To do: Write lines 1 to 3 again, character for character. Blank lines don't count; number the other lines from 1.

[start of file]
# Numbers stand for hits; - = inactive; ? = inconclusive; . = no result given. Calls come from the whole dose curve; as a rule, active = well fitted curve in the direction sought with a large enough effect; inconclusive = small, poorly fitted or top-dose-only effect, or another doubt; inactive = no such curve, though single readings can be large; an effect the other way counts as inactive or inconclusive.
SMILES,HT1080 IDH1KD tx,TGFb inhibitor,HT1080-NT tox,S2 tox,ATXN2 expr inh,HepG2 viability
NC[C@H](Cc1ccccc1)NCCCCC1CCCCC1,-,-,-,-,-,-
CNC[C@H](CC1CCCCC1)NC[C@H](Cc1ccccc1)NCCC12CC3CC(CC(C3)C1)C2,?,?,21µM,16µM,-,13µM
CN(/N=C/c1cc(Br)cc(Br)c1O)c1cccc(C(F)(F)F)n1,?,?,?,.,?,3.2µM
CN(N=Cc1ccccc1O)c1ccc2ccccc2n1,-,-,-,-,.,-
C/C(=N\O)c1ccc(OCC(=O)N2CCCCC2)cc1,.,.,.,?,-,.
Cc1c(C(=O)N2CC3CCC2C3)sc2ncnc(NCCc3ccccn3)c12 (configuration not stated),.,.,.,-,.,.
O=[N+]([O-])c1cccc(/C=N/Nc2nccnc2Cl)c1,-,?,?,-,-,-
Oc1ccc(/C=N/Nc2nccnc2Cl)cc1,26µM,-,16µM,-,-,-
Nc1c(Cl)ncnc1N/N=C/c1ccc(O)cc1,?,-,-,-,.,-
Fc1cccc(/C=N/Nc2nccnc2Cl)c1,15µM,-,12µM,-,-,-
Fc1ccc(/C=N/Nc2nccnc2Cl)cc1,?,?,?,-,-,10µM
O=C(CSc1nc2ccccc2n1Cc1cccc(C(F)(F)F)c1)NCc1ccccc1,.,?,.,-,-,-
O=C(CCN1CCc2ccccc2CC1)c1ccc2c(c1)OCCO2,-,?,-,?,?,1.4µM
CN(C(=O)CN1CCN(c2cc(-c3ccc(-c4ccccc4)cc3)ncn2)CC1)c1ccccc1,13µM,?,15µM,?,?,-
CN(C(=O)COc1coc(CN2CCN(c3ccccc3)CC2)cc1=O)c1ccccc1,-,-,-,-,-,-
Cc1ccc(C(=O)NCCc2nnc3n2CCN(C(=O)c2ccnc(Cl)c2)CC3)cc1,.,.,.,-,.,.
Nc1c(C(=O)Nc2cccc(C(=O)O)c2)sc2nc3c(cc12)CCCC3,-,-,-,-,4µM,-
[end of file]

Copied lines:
# Numbers stand for hits; - = inactive; ? = inconclusive; . = no result given. Calls come from the whole dose curve; as a rule, active = well fitted curve in the direction sought with a large enough effect; inconclusive = small, poorly fitted or top-dose-only effect, or another doubt; inactive = no such curve, though single readings can be large; an effect the other way counts as inactive or inconclusive.
SMILES,HT1080 IDH1KD tx,TGFb inhibitor,HT1080-NT tox,S2 tox,ATXN2 expr inh,HepG2 viability
NC[C@H](Cc1ccccc1)NCCCCC1CCCCC1,-,-,-,-,-,-